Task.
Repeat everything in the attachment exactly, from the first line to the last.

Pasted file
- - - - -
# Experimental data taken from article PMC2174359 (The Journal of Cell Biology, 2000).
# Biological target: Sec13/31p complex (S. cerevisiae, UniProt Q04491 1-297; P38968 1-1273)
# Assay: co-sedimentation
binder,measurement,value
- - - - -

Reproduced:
# Experimental data taken from article PMC2174359 (The Journal of Cell Biology, 2000).
# Biological target: Sec13/31p complex (S. cerevisiae, UniProt Q04491 1-297; P38968 1-1273)
# Assay: co-sedimentation
binder,measurement,value